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More chronic wasting disease confirmed in Idaho, this time in elk and white-tailed doe

| January 21, 2022 7:00 AM

The Idaho Statesman (TNS)

BOISE, Idaho — Chronic wasting disease, a fatal neurological condition that affects members of the deer family, has been confirmed in two more Idaho animals, Idaho Department of Fish and Game officials confirmed last week.

In a news release, Fish and Game said a cow elk and a white-tailed doe tested positive for the contagious disease. They were the fifth and sixth confirmed cases of chronic wasting disease in Idaho since the illness was first detected in two mule deer bucks in November. Two white-tailed deer bucks have also been confirmed to have CWD.

Chronic wasting disease is a prion disease in the same family as mad cow disease and Creutzfeldt-Jakob disease. Chronic wasting disease, which is sometimes referred to as "zombie deer disease," is caused by malformed proteins that build up in the brain, leading to malnutrition, neurological issues and bizarre behavior.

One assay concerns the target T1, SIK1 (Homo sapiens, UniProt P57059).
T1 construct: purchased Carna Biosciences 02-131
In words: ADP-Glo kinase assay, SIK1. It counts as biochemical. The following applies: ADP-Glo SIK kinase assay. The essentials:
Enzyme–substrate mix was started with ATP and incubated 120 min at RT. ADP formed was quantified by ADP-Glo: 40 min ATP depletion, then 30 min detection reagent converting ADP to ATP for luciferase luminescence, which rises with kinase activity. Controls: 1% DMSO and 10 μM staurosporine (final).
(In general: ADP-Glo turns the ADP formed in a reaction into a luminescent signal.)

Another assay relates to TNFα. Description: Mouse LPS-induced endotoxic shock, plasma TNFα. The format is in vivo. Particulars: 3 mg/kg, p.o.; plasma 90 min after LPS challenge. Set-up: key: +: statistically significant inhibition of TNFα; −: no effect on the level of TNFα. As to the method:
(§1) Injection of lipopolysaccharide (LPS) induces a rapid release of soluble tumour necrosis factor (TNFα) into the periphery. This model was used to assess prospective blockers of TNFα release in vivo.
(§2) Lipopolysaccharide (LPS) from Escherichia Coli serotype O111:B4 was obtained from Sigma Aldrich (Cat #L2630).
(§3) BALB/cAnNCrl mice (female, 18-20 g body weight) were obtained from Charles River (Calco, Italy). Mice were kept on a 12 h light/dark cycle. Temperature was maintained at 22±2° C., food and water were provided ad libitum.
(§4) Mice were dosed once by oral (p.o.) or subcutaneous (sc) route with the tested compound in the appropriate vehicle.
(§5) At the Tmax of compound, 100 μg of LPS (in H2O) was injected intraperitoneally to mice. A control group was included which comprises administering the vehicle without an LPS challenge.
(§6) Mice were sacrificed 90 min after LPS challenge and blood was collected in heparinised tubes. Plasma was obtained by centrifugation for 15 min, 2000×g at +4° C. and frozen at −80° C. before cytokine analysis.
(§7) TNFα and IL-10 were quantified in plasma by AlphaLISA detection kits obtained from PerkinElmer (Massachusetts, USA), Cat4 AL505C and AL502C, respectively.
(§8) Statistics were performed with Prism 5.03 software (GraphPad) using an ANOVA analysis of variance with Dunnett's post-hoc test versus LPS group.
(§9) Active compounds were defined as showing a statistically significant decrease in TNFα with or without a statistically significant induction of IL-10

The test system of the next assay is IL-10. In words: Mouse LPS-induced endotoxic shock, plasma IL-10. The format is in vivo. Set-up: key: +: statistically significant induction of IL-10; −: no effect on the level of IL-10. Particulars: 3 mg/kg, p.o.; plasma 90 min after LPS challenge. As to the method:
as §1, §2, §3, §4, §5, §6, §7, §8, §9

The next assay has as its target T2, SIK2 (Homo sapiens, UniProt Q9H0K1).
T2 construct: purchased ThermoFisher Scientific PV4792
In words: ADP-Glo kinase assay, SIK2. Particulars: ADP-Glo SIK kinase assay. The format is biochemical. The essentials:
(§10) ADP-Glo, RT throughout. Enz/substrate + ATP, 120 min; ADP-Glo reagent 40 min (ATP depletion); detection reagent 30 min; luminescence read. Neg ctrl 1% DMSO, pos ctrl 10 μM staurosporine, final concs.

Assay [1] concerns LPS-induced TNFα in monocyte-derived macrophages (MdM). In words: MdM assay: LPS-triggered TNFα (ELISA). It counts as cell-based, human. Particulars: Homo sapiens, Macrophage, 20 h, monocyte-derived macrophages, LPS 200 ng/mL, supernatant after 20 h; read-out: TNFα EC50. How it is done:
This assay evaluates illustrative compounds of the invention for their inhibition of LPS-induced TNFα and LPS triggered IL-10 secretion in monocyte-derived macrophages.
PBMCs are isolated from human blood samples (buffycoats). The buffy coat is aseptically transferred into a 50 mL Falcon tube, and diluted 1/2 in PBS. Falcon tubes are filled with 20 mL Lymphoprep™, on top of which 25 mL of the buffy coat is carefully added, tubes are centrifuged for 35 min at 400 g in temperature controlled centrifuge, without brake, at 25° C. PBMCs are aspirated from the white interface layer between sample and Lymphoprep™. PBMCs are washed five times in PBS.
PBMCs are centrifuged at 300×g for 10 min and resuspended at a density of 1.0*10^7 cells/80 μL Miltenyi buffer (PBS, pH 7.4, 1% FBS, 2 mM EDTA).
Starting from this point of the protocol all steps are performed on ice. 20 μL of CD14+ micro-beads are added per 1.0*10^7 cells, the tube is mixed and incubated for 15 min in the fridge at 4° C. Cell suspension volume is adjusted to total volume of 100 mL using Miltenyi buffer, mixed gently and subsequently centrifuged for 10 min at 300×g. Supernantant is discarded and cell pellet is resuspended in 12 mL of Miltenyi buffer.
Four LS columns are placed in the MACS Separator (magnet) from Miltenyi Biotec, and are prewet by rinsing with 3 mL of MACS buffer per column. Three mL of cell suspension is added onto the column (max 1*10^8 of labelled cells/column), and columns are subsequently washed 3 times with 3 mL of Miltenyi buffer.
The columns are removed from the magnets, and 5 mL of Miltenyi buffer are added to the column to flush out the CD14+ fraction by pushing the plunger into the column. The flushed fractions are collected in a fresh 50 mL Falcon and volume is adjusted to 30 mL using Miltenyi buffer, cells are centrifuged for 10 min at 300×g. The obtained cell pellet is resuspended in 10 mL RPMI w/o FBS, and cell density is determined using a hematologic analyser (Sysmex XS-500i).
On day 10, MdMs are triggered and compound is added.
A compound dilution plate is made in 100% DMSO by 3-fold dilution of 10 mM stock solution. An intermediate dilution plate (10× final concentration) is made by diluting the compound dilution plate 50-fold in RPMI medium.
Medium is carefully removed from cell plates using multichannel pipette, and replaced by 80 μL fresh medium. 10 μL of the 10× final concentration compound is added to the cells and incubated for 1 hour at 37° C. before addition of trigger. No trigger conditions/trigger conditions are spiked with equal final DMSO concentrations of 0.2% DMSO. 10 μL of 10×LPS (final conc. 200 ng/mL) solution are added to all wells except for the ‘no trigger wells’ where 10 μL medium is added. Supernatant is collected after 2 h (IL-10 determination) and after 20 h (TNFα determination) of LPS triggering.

According to Fish and Game, both animals were in hunting Unit 14, which is north of Riggins in Idaho County. It's the same unit where the four previous CWD-positive animals have been found. The agency said the white-tailed doe was four miles south of the Slate Creek area where previous cases were detected. The elk was about 1.5 miles northeast of White Bird.

After the initial two cases of chronic wasting disease were detected, Fish and Game set up a CWD management zone and surveillance area that includes hunting Unit 14 and neighboring units. The agency also set up surveillance hunts in December to better understand the prevalence and distribution of the disease.

Fish and Game said it had collected samples from about 550 animals in the surveillance area by Tuesday. The agency is still waiting on lab results for 10 samples collected during the surveillance hunts. There is no method for testing live animals for chronic wasting disease, so all samples must be collected from deceased animals. It wasn't immediately clear if the cow elk and white-tailed doe were killed as part of the surveillance hunts or died of other causes.

The Centers for Disease Control and Prevention urges people not to eat any part of an animal that tests positive for chronic wasting disease. Fish and Game encourages hunters to exercise caution, including using gloves when processing harvested animals, avoiding handling animals that appear to be sick and having animals tested for chronic wasting disease if they're harvested in an area where the disease has been found.

Anyone who sees an animal they believe may have chronic wasting disease can report the sighting to Fish and Game online at